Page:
• “ Read-only” to everyone else
    • Freeze feature
      • Unchangeable until unfrozen
      • “ Read-only” to everyone
      • Only administrator can freeze or unfreeze
    • Supports many
      • Modeling techniques
      • Types of databases
      • Programming languages
  • Using DEAR DEAR Features Supports web publishing with HTML, also links to Microsoft Word 97 and 2000 Documentation Support for generating languages from OO diagrams (includes reverse code engineering options for C++ and Java). Languages include C++, Java, CORBA, Visual Basic Object-Oriented (OO) language support Reverse data engineering into, and schema generation out of, physical data models, using AS400, Oracle, SQL Server, dBASE, OS/2, SYBASE10, DB2, Paradox, Teradata, INFORMIX, Progress, WATCOM, Ingres, RDB, XDB, InterBase, SQLBase, Microsoft Access, SQL Anywhere Data modeling database support XML diagram – generation of BizTalk and DTD Extensible Markup Language (XML) UML, OMT (Coad/Yourdon, Booch 94, Shlaer/Mellor) Object Oriented Analysis & Design Entity relation models, physical data models. Data modeling Gane and Sarson, Ward/Mellor, SSADM, Yourdon/DeMarco. Structured systems analysis and design IDEF0 function modeling, IDEF3 process flows, IDEF1X data models, *BPMN (support for v0.9 of BPMN, generation of BPML and BPEL4WS) Business Process Re-engineering (BPR) DEAR gives you these tools For this kind of work
  • Data Modeling: IDEF0 and IDEF3
    • Course Topic 7
    • A brief description of the two main types of data modeling.
  • Data Modeling: IDEF0 and IDEF3
    • Brief introduction to the data modeling diagrams used in DEAR
    • DEAR uses IDEF diagrams, especially IDEF0 and IDEF3 diagrams
    • Boxes and arrows make a model as words make a story
    • Easy to expand into deeper detail
    • Widely used in government, industry, and commerce
    • Way to communicate about processes, to build consensus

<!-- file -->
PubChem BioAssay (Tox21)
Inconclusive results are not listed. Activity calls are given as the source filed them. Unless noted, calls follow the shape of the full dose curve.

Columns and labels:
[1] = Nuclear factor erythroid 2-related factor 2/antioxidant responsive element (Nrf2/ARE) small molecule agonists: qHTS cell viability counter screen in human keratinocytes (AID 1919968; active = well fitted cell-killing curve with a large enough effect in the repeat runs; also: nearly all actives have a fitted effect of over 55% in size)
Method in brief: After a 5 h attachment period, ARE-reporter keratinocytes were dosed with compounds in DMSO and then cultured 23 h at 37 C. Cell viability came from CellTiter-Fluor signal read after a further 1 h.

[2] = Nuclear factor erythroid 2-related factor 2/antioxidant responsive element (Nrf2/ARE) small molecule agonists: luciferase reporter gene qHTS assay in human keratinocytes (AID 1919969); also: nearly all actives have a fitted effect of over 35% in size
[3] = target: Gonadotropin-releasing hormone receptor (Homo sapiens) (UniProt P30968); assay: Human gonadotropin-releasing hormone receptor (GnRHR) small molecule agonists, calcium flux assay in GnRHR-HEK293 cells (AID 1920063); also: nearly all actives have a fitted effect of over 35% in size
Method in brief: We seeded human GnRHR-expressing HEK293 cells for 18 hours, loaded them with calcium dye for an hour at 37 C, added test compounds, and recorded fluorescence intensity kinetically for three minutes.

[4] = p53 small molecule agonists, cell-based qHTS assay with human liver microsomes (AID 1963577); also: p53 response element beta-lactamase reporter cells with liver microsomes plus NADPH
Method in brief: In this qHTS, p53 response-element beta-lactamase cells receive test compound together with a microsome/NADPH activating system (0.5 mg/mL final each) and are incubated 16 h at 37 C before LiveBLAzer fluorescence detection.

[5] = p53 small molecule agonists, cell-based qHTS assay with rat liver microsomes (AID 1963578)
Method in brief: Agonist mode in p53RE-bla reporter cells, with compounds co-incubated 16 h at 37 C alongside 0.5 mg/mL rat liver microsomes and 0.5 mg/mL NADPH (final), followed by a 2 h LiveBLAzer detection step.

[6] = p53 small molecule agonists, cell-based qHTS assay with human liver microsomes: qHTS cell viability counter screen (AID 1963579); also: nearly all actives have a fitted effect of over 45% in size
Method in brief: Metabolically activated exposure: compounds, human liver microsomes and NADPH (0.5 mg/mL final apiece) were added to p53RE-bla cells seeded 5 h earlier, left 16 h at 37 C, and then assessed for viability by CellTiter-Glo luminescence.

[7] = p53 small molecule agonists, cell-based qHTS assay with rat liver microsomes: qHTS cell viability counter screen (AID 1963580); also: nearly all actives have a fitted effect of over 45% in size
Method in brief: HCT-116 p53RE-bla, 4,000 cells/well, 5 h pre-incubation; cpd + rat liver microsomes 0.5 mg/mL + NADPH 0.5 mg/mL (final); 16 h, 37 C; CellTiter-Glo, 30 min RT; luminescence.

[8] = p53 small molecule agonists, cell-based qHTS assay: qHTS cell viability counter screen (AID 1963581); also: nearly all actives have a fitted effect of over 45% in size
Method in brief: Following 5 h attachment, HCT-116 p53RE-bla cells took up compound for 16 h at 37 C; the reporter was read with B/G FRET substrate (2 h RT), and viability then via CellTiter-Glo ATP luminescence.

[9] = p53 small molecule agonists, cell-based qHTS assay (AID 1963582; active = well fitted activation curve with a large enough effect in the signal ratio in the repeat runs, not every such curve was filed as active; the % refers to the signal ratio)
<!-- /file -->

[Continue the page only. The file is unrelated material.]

• Shows up no-value processes
    • Shows up processes with lots of improvement potential
    • Used for activity modeling; complements data modeling
    • IDEF0
    • Shows main inputs and outputs
    • Shows what you need to do the activity
    • Shows forces controlling the activity
    • Simple picture of an activity, showing just i nputs, o utputs, c ontrols, and m echanisms (ICOMs)
    • Answers question “What do we do?” (or at least “What should we be doing?”)
  • Data Modeling: IDEF0 and IDEF3
    • IDEF3
    • Describes a process
    • Includes time information
    • Shows the order in which things happen
    • Shows what causes what
    • Shows how decisions are made and how the decisions affect shared data
    • Helps analyze trade-offs of system design changes
    • Good way to record data on how systems work after interviewing system experts
    • For more on IDEF modeling, see http://www.idef.com
  • Conclusion
    • Course Topic 8
    • Summary and references.
  • Conclusion
    • Now : We’re using DEAR to collect data to model the architecture we have now.
    • Next : We will analyze the data in DEAR and find the best direction to move forward
    • Finally : We will use DEAR to create the modernization blueprint that will get Interior’s key business areas to the architecture we want to have
  • Conclusion
    • Remember
    • DEAR is a method of communication; a way for many contributors to come to a shared understanding
    • DEAR has the potential to give decision-makers vital information at the time they need it
    • DEAR makes life easier for EA modelers
    • But…
    • The ultimate purpose of DEAR is not to build successful models, but a successful Interior!
  • For More Information: Contacts and References
    • Colleen Coggins—Interior Chief Architect, (202)208-5911, [email_address]
      • Jim Johnson—Interior Business Architecture (IBA) Contract Team Lead, (202) 452-7733, [email_address]
      • Jim Barrett—IBA Contract Technical Lead, (303) 236-5353, [email_address]
    • Draft DEAR metamodel: http:// www.doi.gov/ocio/architecture/dear /
    • Popkin website: http:// www.popkin.com
  • Document Abstract Revision History S:DearIBAWIPCommunicationsArchitecture Curriculum finals (sent to Colleen)DEAR 201 Made Colleen’s changes from draft Karen Tallentire 11/07/03 WIP Filename/lineage Description of edit Author/Editor Rev. Date Doc Status Key Words: Architecture, curriculum, DEAR 201 Part of the Architecture Curriculum for the Communications task Contract #: NBD020221 Task Number: 8 M 1230 FEAF Area: Subject Function Code: